Another approach — and these are not mutually exclusive — is to audit the organizations we currently support and stress test our values alignment. 

In Australia we have seen a number of Jewish supporters resign from board and committee positions in the wake of anti-Israel activism within those organizations. How many other such situations are on the verge of erupting? Looking at the organization’s mission and values doesn’t tell the whole story. More comprehensive due diligence should extend to key personnel, board and committee members and executives who may use their roles to further a personal agenda. We have seen this in Australia as a number of local councils have proposed ostensibly pro-Palestinian support motions that are littered with antisemitic tropes. Foreign policy is not within the remit of local government in Australia. This is coming from activist council members.

Asking people about their views about Israel and the conflict can be too direct; what I am proposing requires a softer touch and some nuance to determine what people really think about the issues. Hunting through years of someone’s social media feed is overkill, but browsing to get a sense of the things that are important to them can be very telling.

Scenario testing is another tool funders and nonprofits can use, and it can often be straightforward: Organization X did Y, and Z happened — how might you deal with such a situation? A more subtle form would be to ask loaded questions of individuals to test what they think of incidents that have occurred elsewhere. One of the best tests of an organization’s and individual’s values is exploring the boundaries — what they would not do or support because of their values. This serves as a test of their commitment to said values and what they mean in practice.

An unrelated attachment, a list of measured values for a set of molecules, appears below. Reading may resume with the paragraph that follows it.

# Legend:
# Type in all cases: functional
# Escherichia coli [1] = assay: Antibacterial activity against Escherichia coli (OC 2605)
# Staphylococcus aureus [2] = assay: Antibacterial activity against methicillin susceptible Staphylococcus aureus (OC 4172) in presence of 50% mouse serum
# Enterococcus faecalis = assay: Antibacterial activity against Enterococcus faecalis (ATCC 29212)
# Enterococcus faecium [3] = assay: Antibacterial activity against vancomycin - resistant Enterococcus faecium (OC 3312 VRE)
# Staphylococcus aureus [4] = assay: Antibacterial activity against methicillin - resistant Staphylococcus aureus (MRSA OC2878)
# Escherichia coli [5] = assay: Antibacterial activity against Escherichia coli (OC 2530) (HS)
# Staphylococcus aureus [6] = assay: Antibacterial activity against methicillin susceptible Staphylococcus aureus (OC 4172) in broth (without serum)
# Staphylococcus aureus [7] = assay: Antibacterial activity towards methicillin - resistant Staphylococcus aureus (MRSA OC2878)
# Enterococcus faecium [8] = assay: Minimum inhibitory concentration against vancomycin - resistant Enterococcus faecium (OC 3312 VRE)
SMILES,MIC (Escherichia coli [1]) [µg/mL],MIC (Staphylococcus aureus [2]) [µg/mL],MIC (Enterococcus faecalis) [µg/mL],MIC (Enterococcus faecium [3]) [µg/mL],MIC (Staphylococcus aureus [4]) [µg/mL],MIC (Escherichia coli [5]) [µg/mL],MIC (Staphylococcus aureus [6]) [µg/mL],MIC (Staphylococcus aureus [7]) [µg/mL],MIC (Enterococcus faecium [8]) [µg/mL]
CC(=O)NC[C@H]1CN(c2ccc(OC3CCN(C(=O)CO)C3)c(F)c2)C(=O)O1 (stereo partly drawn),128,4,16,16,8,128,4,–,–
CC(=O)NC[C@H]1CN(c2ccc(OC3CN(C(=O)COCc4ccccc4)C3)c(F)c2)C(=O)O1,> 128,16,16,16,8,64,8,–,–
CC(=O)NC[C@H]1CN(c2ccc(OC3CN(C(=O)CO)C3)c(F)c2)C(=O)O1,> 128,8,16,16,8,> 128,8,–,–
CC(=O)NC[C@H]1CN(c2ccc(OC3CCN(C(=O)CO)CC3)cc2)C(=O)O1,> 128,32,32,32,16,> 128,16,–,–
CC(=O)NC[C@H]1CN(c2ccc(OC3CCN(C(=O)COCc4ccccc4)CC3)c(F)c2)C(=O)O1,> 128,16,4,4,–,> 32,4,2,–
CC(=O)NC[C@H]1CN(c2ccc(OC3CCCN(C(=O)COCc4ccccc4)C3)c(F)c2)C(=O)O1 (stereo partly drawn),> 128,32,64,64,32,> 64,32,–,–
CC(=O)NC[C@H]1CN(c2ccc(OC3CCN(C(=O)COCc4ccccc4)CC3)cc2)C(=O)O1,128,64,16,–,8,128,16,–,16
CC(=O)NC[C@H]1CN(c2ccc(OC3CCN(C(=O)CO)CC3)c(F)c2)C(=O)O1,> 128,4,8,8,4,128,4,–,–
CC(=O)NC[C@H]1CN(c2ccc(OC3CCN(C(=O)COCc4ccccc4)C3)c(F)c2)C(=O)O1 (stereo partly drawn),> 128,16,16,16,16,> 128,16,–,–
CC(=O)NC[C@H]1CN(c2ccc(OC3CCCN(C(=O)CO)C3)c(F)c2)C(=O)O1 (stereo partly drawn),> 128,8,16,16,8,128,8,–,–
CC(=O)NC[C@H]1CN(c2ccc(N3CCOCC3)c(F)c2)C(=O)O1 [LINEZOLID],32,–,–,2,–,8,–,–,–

Good philanthropy isn’t about writing checks; it’s about using our resources to connect with the world around us in a meaningful way that brings meaningful change. Doing it well keeps getting harder. To paraphrase Hillel (Ethics of the Fathers 1:14), if we do not support our own, who will? But if we only support our own, what are we? And if not now, when?

David Werdiger is a family enterprise adviser, with a focus on intergenerational wealth and family governance, as well as a business strategist, technology entrepreneur and speaker.